Matplotlib is a widely used data visualization library in Python that allows us to work with data in the form of charts and graphs. Among the different types of charts and plots we can create with Matplotlib, it can be used to create plots with smooth curves. In this article, we’ll look at some ways in which we can achieve creating smooth curves in Python with Matplotlib, along with some examples for better visualization.

## Methods of Plotting Smooth Curves Using Matplotlib

We may have encountered situations where we have way too many points between two points that lie close to each other and they may appear cluttered, that’s where smooth curves come into play. Smooth curves take a non-cluttered approach to visualizing scattered data points that lie extremely close to each other. However, in order to work with plots in Python we must first have the Matplotlib library installed in our system or in our project’s virtual environment.

**Below is the command to install the Matplotlib library:**

```
pip install matplotlib
```

To obtain smooth curves we will also require the help of other Python modules, besides Matplotlib. Each method that’s discussed below will require you to install different libraries.

**Methods to create smooth curves with Matplotlib: **

- Using
**NumPy**library - Using 1D Interpolation
- Using Spline Interpolation

Let’s look at each of these methods with examples.

### 1. Using NumPy Library

The simplest method to achieve smooth curves is to use the NumPy library. We can use to linespace() method in this library to generate data points between two given points which will ultimately help us plot our graph. After we have installed the NumPy library we can import it into our file or into our Jupyter notebook to start working with it.

We will look at how we can plot the graph of **y=cos(x)** using NumPy and Matplotlib.

**Example:**

```
import numpy as np
import matplotlib.pyplot as plt
import numpy as np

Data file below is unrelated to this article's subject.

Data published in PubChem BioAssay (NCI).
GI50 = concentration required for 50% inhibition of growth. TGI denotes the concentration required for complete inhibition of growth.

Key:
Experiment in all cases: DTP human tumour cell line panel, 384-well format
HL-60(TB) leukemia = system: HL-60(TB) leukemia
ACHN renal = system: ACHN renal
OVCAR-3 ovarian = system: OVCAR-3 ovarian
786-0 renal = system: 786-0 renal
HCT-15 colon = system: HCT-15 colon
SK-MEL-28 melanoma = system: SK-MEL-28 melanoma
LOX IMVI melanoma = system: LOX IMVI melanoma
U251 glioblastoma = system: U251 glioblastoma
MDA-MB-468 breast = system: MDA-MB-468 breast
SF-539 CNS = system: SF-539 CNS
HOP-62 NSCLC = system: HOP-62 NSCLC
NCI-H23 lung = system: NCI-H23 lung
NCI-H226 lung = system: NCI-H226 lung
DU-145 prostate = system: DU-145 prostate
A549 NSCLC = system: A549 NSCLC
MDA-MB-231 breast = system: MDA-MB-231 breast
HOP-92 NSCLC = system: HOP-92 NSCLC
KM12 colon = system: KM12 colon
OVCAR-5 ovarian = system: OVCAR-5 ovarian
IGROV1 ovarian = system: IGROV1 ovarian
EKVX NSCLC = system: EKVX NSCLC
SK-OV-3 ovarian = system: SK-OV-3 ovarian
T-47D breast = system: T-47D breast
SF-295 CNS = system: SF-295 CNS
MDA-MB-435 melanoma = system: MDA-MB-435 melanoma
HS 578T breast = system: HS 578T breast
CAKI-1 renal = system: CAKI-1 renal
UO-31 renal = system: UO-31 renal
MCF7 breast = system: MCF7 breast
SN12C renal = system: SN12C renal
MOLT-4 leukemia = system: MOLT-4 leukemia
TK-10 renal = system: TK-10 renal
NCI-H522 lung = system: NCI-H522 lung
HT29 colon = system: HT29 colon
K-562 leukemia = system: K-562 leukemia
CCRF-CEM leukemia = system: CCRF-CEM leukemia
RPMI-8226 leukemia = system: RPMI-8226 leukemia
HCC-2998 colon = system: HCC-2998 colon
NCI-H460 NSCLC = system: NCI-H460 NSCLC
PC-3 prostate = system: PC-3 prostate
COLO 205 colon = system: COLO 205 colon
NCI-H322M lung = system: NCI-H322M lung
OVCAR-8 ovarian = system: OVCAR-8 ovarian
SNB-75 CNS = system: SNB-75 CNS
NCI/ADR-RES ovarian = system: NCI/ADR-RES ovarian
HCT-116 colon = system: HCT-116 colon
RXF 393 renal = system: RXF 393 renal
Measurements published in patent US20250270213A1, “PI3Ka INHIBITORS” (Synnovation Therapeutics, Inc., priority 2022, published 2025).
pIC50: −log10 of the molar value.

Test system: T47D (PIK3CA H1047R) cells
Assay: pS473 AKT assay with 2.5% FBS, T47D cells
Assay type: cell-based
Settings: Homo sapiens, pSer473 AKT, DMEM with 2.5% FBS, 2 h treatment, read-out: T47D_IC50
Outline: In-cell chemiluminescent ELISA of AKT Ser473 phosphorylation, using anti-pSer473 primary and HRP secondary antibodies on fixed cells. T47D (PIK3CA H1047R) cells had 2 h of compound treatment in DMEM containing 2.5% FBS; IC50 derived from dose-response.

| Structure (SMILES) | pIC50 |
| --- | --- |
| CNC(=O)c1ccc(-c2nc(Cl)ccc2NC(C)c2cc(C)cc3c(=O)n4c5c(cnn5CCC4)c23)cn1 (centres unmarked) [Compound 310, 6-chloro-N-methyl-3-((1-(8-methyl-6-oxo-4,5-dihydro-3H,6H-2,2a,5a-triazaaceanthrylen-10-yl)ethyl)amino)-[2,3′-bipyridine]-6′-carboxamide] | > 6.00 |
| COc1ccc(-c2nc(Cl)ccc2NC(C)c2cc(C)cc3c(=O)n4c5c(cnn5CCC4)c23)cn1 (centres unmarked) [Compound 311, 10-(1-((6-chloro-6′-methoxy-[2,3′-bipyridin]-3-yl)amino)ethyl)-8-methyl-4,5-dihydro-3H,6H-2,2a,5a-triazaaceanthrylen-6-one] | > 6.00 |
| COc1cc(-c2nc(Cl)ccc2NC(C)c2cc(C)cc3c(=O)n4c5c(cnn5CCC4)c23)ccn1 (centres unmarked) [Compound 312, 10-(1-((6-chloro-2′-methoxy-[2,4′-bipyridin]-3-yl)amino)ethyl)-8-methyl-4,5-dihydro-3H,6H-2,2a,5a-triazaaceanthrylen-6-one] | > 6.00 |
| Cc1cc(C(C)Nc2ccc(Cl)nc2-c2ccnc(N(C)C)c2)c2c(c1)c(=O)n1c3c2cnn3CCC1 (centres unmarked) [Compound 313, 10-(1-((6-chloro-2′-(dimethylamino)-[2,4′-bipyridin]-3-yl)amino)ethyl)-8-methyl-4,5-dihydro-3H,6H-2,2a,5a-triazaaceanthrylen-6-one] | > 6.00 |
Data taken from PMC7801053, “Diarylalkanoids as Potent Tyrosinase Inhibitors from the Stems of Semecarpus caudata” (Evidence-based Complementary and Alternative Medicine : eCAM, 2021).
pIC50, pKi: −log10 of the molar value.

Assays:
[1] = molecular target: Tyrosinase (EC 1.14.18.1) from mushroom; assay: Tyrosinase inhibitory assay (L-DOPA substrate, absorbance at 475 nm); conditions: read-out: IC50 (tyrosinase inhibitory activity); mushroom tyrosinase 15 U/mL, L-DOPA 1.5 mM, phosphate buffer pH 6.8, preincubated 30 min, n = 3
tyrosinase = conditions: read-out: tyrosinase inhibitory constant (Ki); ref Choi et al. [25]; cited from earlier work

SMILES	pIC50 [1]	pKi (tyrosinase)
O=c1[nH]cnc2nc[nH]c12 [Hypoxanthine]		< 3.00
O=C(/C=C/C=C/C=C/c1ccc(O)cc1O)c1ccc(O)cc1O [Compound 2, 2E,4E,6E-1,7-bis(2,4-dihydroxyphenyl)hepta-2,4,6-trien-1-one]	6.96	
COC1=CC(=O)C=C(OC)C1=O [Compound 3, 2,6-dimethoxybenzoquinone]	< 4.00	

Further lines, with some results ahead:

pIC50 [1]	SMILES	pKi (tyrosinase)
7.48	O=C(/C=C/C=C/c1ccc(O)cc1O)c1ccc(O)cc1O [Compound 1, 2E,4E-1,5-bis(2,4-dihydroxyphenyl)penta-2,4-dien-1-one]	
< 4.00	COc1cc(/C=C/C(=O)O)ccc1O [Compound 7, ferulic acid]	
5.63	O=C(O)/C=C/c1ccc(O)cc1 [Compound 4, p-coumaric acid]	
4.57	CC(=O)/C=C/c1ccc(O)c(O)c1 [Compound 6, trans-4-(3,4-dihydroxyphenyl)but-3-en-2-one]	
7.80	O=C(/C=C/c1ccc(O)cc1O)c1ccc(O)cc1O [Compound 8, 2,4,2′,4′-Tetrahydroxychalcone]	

x = np.linspace(0, 6, 50)
y = np.cos(x)
print("points generated by array x: \n")
print(x)
print("points generated by array y: \n")
print(y)
plt.plot(x, y, label='Smooth Curve')
plt.scatter(x, y, color='yellow', label='Data Points')
plt.xlabel('X-axis')
plt.ylabel('Y-axis')
plt.title('Smooth Curve Using NumPy')
plt.grid(True)
plt.legend()
plt.show()
```

In the example above, we have imported **numpy** as **np** and **matplotlib.pyplot** as **plt**. Then we use the **linespace()** method to generate 50 points between 0 and 6, which are all evenly spaced. This method returns an **array** of numbers that are equally spaced between the specified range. The array x will contain 50 points between 0 and 6.

Now we use the **cos()** function from** numpy** on each point in the **x** array, the **cos(x)** value of each point is then stored in the **y **array, thus generating a graph of the** cos()** function between the given points. Let us look at the values obtained by printing both arrays.

**Output:**

Now we can use **matplotlib** to visualize these points. Now we create two plots, one for the smooth curve and one showing the scattered data points. **plt.plot()** plots the smooth curve while **plt.scatter()** plots the 50 different points, the scattered points are given a yellow color. **plt.xlabel()** is used to set a label for the X axis and the same goes for **plt.ylabel()**. **plt.title()** is used to set a title for the graph and **plt.legend()** is used to give the description about what elements are used to denote what part of the graph.

Finally, we use **plt.show()** to display the graph.

**Output (plot generated):**

### 2. Using 1D Interpolation